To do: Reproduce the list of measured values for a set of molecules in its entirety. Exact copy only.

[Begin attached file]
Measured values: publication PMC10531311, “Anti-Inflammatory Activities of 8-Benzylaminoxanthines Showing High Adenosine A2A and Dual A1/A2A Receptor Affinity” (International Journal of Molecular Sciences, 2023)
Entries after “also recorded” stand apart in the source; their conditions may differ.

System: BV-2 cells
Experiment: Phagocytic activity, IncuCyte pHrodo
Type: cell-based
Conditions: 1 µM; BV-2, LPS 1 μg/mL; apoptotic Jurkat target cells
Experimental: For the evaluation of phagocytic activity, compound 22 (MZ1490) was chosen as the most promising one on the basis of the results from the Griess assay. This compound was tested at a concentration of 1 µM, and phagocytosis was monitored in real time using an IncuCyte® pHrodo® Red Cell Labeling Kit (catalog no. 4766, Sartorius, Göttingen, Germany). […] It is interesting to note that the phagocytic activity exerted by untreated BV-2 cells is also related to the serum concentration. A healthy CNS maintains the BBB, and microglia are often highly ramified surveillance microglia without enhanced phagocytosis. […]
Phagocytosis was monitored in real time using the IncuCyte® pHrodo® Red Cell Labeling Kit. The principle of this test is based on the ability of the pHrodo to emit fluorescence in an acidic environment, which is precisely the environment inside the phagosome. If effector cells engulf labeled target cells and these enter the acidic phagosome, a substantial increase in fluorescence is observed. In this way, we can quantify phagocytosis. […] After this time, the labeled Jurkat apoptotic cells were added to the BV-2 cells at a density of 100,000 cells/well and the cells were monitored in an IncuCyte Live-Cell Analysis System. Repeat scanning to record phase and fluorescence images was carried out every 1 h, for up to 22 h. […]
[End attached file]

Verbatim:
Measured values: publication PMC10531311, “Anti-Inflammatory Activities of 8-Benzylaminoxanthines Showing High Adenosine A2A and Dual A1/A2A Receptor Affinity” (International Journal of Molecular Sciences, 2023)
Entries after “also recorded” stand apart in the source; their conditions may differ.

System: BV-2 cells
Experiment: Phagocytic activity, IncuCyte pHrodo
Type: cell-based
Conditions: 1 µM; BV-2, LPS 1 μg/mL; apoptotic Jurkat target cells
Experimental: For the evaluation of phagocytic activity, compound 22 (MZ1490) was chosen as the most promising one on the basis of the results from the Griess assay. This compound was tested at a concentration of 1 µM, and phagocytosis was monitored in real time using an IncuCyte® pHrodo® Red Cell Labeling Kit (catalog no. 4766, Sartorius, Göttingen, Germany). […] It is interesting to note that the phagocytic activity exerted by untreated BV-2 cells is also related to the serum concentration. A healthy CNS maintains the BBB, and microglia are often highly ramified surveillance microglia without enhanced phagocytosis. […]
Phagocytosis was monitored in real time using the IncuCyte® pHrodo® Red Cell Labeling Kit. The principle of this test is based on the ability of the pHrodo to emit fluorescence in an acidic environment, which is precisely the environment inside the phagosome. If effector cells engulf labeled target cells and these enter the acidic phagosome, a substantial increase in fluorescence is observed. In this way, we can quantify phagocytosis. […] After this time, the labeled Jurkat apoptotic cells were added to the BV-2 cells at a density of 100,000 cells/well and the cells were monitored in an IncuCyte Live-Cell Analysis System. Repeat scanning to record phase and fluorescence images was carried out every 1 h, for up to 22 h. […]